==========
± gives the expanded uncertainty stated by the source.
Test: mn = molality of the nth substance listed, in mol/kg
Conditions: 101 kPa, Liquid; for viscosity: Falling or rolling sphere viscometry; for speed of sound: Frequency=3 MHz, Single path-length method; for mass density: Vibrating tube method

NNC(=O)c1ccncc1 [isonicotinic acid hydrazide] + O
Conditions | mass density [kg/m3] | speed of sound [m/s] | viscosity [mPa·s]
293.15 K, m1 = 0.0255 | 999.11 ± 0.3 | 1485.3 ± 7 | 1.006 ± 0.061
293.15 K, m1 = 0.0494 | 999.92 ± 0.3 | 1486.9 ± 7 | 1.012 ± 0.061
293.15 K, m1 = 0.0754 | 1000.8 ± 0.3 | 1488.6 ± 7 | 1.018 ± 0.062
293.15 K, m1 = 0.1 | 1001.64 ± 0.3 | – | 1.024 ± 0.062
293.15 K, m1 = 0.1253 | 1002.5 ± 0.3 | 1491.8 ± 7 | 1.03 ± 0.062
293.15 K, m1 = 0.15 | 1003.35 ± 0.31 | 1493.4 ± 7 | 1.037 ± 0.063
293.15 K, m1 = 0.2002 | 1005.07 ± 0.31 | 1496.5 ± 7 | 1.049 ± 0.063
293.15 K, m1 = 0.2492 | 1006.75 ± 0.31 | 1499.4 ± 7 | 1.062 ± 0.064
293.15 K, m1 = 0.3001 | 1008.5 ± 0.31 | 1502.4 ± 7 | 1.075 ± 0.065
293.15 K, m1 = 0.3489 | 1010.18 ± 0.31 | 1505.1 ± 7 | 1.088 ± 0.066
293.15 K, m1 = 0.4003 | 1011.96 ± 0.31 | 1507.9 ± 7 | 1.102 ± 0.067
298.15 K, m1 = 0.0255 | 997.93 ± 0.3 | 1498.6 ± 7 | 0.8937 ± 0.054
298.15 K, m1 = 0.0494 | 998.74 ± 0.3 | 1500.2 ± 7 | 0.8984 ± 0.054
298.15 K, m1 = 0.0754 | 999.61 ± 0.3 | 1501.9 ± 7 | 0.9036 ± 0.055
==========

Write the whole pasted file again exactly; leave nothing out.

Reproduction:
± gives the expanded uncertainty stated by the source.
Test: mn = molality of the nth substance listed, in mol/kg
Conditions: 101 kPa, Liquid; for viscosity: Falling or rolling sphere viscometry; for speed of sound: Frequency=3 MHz, Single path-length method; for mass density: Vibrating tube method

NNC(=O)c1ccncc1 [isonicotinic acid hydrazide] + O
Conditions | mass density [kg/m3] | speed of sound [m/s] | viscosity [mPa·s]
293.15 K, m1 = 0.0255 | 999.11 ± 0.3 | 1485.3 ± 7 | 1.006 ± 0.061
293.15 K, m1 = 0.0494 | 999.92 ± 0.3 | 1486.9 ± 7 | 1.012 ± 0.061
293.15 K, m1 = 0.0754 | 1000.8 ± 0.3 | 1488.6 ± 7 | 1.018 ± 0.062
293.15 K, m1 = 0.1 | 1001.64 ± 0.3 | – | 1.024 ± 0.062
293.15 K, m1 = 0.1253 | 1002.5 ± 0.3 | 1491.8 ± 7 | 1.03 ± 0.062
293.15 K, m1 = 0.15 | 1003.35 ± 0.31 | 1493.4 ± 7 | 1.037 ± 0.063
293.15 K, m1 = 0.2002 | 1005.07 ± 0.31 | 1496.5 ± 7 | 1.049 ± 0.063
293.15 K, m1 = 0.2492 | 1006.75 ± 0.31 | 1499.4 ± 7 | 1.062 ± 0.064
293.15 K, m1 = 0.3001 | 1008.5 ± 0.31 | 1502.4 ± 7 | 1.075 ± 0.065
293.15 K, m1 = 0.3489 | 1010.18 ± 0.31 | 1505.1 ± 7 | 1.088 ± 0.066
293.15 K, m1 = 0.4003 | 1011.96 ± 0.31 | 1507.9 ± 7 | 1.102 ± 0.067
298.15 K, m1 = 0.0255 | 997.93 ± 0.3 | 1498.6 ± 7 | 0.8937 ± 0.054
298.15 K, m1 = 0.0494 | 998.74 ± 0.3 | 1500.2 ± 7 | 0.8984 ± 0.054
298.15 K, m1 = 0.0754 | 999.61 ± 0.3 | 1501.9 ± 7 | 0.9036 ± 0.055